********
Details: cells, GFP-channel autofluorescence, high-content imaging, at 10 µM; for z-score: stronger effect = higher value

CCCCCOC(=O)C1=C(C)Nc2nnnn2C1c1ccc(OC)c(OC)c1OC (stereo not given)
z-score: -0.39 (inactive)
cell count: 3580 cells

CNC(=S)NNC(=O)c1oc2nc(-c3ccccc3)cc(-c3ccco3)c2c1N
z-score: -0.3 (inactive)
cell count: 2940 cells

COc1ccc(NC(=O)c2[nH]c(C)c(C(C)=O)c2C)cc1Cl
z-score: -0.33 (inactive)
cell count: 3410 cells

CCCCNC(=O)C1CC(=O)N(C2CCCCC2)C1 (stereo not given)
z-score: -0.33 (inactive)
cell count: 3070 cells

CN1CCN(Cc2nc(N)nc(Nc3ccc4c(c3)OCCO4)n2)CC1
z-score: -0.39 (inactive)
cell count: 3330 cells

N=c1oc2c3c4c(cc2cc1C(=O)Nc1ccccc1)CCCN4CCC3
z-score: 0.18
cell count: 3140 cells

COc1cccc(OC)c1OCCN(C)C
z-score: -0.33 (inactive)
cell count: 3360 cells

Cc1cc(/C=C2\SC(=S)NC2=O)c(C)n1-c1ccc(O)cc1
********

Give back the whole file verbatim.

Details: cells, GFP-channel autofluorescence, high-content imaging, at 10 µM; for z-score: stronger effect = higher value

CCCCCOC(=O)C1=C(C)Nc2nnnn2C1c1ccc(OC)c(OC)c1OC (stereo not given)
z-score: -0.39 (inactive)
cell count: 3580 cells

CNC(=S)NNC(=O)c1oc2nc(-c3ccccc3)cc(-c3ccco3)c2c1N
z-score: -0.3 (inactive)
cell count: 2940 cells

COc1ccc(NC(=O)c2[nH]c(C)c(C(C)=O)c2C)cc1Cl
z-score: -0.33 (inactive)
cell count: 3410 cells

CCCCNC(=O)C1CC(=O)N(C2CCCCC2)C1 (stereo not given)
z-score: -0.33 (inactive)
cell count: 3070 cells

CN1CCN(Cc2nc(N)nc(Nc3ccc4c(c3)OCCO4)n2)CC1
z-score: -0.39 (inactive)
cell count: 3330 cells

N=c1oc2c3c4c(cc2cc1C(=O)Nc1ccccc1)CCCN4CCC3
z-score: 0.18
cell count: 3140 cells

COc1cccc(OC)c1OCCN(C)C
z-score: -0.33 (inactive)
cell count: 3360 cells

Cc1cc(/C=C2\SC(=S)NC2=O)c(C)n1-c1ccc(O)cc1